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Data modeling

Data modeling helps you organize and structure the data fetched from the selected data source into Pinot tables. To improve your data model, consider making adjustments to customize your columns, transform your data, or add or remove columns.

Customize columns

When organizing your data in Pinot tables, consider the column data type, for example, as a Dimension, Metric, or DateTime, you can adjust these attributes to suit the nature of the data fetched. Additionally, if your data is structured in arrays, it enables you to configure columns capable of handling multiple values. Moreover, you can set default values for columns in instances where the value is absent. This customization lets you align your data more effectively with your analytical needs.

Transform data

Modify columns through a variety of transformation functions to manipulate and refine your data. Test transformations to ensure they meet your expectations using the “Data” section before applying changes. See all supported mapping functions. making the date-time column more or less granular. To modify the existing DateTime field type, click the Edit icon. This capability enhances the quality and usability of your datasets.

Add new columns

Introducing new columns to your Pinot table schema is a seamless process. Whether it's adding dimensions or metrics, mandatory mapping functions can be assigned to these newly created columns. Moreover, DateTime columns can be generated from an existing column, simplifying the management of date formats or varying levels of granularity within your datasets. This feature empowers you to enhance the richness of their data by incorporating new elements efficiently.

Clean up your tables

Keeping your Pinot table schema concise and relevant is crucial for efficient data management. Pinot lets you remove unnecessary columns by using the delete function in the schema interface. Retain only pertinent data columns in your dataset structures.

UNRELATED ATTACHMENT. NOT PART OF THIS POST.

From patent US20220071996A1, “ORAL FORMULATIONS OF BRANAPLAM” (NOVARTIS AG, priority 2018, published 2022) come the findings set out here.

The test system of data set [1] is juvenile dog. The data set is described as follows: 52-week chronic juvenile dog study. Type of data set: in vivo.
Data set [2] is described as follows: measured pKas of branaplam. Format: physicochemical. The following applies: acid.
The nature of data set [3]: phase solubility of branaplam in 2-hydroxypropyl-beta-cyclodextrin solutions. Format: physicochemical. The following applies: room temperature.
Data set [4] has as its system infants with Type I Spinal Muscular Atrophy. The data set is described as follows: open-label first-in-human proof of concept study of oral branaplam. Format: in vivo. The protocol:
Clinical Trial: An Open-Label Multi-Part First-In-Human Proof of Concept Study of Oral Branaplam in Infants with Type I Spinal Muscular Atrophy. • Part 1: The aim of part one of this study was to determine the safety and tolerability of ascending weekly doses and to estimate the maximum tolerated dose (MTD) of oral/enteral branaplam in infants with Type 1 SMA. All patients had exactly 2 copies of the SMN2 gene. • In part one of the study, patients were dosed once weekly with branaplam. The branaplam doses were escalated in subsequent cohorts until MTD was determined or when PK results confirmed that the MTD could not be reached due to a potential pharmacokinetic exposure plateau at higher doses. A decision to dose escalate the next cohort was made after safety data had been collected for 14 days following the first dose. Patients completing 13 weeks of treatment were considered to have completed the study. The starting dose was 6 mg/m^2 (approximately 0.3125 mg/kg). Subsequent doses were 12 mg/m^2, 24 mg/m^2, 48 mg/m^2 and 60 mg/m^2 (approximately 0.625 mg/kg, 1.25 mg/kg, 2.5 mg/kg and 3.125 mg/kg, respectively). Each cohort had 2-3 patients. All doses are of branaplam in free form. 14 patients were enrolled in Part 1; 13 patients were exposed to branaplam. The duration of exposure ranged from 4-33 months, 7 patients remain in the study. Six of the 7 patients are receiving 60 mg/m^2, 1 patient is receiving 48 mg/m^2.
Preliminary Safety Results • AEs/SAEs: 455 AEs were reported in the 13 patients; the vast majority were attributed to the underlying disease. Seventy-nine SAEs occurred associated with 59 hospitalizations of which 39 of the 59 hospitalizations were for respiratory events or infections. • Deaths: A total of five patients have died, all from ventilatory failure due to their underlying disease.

Advanced options with JSON configuration

Pinot supports using JSON configurations for detailed specification of column properties such as name, type, data format, and transformations. By using JSON configurations, you can exercise a higher level of control over the structure and behavior of your data tables tailored to specific use cases.

Examples of schema in JSON format

The following examples show how different types of data are represented in columns.

Single value dimension column

    "name": "gender",
    "fieldType": "dimension",
    "dataType": "string"

Multi-value dimension column

For columns with multiple values (like courses), set the type as dimension with mv(string) for handling arrays.

    "name": "courses",
    "fieldType": "dimension",
    "dataType": "mv(string)"

Metric column

    "name": "studentID",
    "fieldType": "metric",
    "dataType": "long "

Timestamp column with epoch format

Create timestamp columns like created_ts with the format EPOCH and granularity SECONDS.

    "name": "created_ts",
    "fieldType": "datetime",
    "dataType": "long",
    "format": "EPOCH|SECONDS|1",
    "granularity": "SECONDS|1"

Examples of transformation functions in JSON format

Transformation functions in JSON have the following 3 components:

  • transforms
  • timeTransforms
  • filter
  "timeTransforms": [],
  "transforms": [],
  "filter": null

Transforming epoch seconds to epoch milliseconds

Easily convert timestamps from seconds to milliseconds using transformation functions.

  "timeTransforms": [
        "inputFieldName": "timestamp",
        "inputFormat": "EPOCH",
        "inputGranularity": "SECONDS",
        "outputFieldName": "created_ts",
        "outputFormat": "EPOCH",
        "outputGranularity": "MILLISECONDS"

Creating a new string column by concatenation

Combine columns (like firstName and lastName) into a new column called name.

  "transforms": [
      "outputFieldName": "name",
      "transformFunction": "concat("firstName", "lastName")"